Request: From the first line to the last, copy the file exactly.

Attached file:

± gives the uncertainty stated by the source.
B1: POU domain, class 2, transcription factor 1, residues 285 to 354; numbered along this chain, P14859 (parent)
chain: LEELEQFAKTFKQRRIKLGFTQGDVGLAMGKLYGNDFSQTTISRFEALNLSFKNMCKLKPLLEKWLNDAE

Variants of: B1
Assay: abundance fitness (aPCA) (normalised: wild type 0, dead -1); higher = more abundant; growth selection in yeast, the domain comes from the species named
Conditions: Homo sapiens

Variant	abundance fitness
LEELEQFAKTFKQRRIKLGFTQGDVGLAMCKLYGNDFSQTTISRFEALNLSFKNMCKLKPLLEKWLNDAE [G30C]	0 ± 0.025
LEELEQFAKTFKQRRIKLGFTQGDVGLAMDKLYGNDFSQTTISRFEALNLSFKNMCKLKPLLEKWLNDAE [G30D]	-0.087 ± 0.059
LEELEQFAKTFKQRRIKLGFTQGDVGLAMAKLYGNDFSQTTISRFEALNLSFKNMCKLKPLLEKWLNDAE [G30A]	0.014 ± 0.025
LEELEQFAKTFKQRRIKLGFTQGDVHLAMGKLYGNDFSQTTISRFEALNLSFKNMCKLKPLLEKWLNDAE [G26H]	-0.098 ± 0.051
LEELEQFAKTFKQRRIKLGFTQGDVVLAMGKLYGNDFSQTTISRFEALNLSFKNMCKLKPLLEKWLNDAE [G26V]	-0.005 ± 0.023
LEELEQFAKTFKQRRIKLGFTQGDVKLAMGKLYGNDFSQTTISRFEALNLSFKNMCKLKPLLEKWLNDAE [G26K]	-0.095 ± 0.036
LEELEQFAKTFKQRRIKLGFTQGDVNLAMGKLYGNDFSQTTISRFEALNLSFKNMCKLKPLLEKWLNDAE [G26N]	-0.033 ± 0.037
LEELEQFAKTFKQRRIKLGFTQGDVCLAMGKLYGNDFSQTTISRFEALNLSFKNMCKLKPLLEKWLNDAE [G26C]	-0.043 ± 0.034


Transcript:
± gives the uncertainty stated by the source.
B1: POU domain, class 2, transcription factor 1, residues 285 to 354; numbered along this chain, P14859 (parent)
chain: LEELEQFAKTFKQRRIKLGFTQGDVGLAMGKLYGNDFSQTTISRFEALNLSFKNMCKLKPLLEKWLNDAE

Variants of: B1
Assay: abundance fitness (aPCA) (normalised: wild type 0, dead -1); higher = more abundant; growth selection in yeast, the domain comes from the species named
Conditions: Homo sapiens

Variant	abundance fitness
LEELEQFAKTFKQRRIKLGFTQGDVGLAMCKLYGNDFSQTTISRFEALNLSFKNMCKLKPLLEKWLNDAE [G30C]	0 ± 0.025
LEELEQFAKTFKQRRIKLGFTQGDVGLAMDKLYGNDFSQTTISRFEALNLSFKNMCKLKPLLEKWLNDAE [G30D]	-0.087 ± 0.059
LEELEQFAKTFKQRRIKLGFTQGDVGLAMAKLYGNDFSQTTISRFEALNLSFKNMCKLKPLLEKWLNDAE [G30A]	0.014 ± 0.025
LEELEQFAKTFKQRRIKLGFTQGDVHLAMGKLYGNDFSQTTISRFEALNLSFKNMCKLKPLLEKWLNDAE [G26H]	-0.098 ± 0.051
LEELEQFAKTFKQRRIKLGFTQGDVVLAMGKLYGNDFSQTTISRFEALNLSFKNMCKLKPLLEKWLNDAE [G26V]	-0.005 ± 0.023
LEELEQFAKTFKQRRIKLGFTQGDVKLAMGKLYGNDFSQTTISRFEALNLSFKNMCKLKPLLEKWLNDAE [G26K]	-0.095 ± 0.036
LEELEQFAKTFKQRRIKLGFTQGDVNLAMGKLYGNDFSQTTISRFEALNLSFKNMCKLKPLLEKWLNDAE [G26N]	-0.033 ± 0.037
LEELEQFAKTFKQRRIKLGFTQGDVCLAMGKLYGNDFSQTTISRFEALNLSFKNMCKLKPLLEKWLNDAE [G26C]	-0.043 ± 0.034